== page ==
Tom, I understand in the real world you need to get things done right away. But nobody is suggesting you write your own external link script. There are plenty of good ones linked to throughout these comments. Stick one in an external js file, better still, build up your own library of commonly used functions which you can link to in your html pages with ONE line of code, add rel=”external” to your external links instead of target=”_blank” and you are done.
    It’s not hard work, it’s not gonna get in the way of deadlines and you aren’t being a “standards lemming” just by doing the above. It just makes good sense.

  71. Luke says:

    Sorry, that post above was me, not TOM. I must have written his name in the name field by mistake. My bad.

  72. Vladamir says:

    For those Javascript kiddies out there, here’s an excellent article about seperating structure and behaviour by Peter-Paul Koch.

  73. Jason says:

    I think a more simple solution to this particular problem is to modify your web server so that it sends the PDF files as an attachment instead of inline, with a header akin to this:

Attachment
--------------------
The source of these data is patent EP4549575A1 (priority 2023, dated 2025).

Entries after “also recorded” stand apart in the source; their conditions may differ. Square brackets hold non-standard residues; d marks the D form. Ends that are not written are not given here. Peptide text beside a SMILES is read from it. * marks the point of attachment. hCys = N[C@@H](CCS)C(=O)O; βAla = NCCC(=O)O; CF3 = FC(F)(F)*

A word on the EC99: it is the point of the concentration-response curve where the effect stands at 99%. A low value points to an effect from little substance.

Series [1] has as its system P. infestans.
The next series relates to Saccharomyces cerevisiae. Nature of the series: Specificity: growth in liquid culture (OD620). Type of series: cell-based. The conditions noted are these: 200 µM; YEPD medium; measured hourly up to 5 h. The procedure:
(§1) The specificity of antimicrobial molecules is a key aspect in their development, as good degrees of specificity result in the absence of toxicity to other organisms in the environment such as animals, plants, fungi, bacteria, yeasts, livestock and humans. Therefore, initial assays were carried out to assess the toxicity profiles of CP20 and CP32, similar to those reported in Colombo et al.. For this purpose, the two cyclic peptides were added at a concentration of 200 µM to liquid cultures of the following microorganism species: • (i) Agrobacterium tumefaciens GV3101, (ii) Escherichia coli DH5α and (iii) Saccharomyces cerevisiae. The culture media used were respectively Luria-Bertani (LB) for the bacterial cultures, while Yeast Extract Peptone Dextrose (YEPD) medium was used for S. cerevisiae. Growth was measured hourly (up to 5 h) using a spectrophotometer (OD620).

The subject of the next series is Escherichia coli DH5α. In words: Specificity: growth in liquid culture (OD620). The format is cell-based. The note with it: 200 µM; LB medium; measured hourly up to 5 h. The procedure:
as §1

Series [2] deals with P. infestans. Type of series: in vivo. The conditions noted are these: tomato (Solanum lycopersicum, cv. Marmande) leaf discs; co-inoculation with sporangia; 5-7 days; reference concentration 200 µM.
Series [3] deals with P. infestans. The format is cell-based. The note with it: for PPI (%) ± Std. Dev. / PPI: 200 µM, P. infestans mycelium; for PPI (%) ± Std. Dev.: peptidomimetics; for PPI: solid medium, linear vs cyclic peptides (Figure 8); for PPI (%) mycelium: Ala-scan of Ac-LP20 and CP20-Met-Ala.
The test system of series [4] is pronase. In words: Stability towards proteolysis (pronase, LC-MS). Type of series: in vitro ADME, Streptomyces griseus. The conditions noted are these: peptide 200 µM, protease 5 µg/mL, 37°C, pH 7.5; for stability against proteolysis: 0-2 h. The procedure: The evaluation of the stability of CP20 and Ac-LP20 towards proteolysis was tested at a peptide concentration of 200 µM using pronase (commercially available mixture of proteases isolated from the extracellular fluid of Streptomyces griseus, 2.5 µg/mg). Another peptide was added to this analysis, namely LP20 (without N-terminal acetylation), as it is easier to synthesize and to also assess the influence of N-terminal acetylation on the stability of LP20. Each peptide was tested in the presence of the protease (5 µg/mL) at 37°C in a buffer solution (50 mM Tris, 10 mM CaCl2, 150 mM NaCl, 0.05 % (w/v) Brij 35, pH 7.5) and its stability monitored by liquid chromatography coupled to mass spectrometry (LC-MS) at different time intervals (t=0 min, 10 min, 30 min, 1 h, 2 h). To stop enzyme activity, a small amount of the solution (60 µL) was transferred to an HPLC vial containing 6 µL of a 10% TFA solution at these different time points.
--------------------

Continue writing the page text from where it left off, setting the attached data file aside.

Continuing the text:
Content-Disposition: attachment; filename=filename.pdf
    You would have to do testing of your own on this, but in my local tests this caused the browser to always bring up the save/open dialog. When the user selects open it should load the external acrobat reader not the browser plug in.

  74. David House says:

    How about avoiding these situations like the plague?

  75. Bruce says:

    E) Ask yourself if you really need to open the link in a new window. Then if so, provide two links, a textual link which opens in the same window, followed by an icon which opens in a new window using JS in an external file similar to what #1 BacMan posted.

  76. Sam Parsons says:

    In an ideal world we should minimize popups and let consumers choose to open links in seperate windows if the so desire. However, it’s not a perfect world, and many uers and not that tech-savvy. So pop-up’s must stay. I would choose option A because it makes the most sense as long as the actual link is left in the href=”" and the JavaScript is kept externally so it’s reusable and quickly modifiable too. So A for me.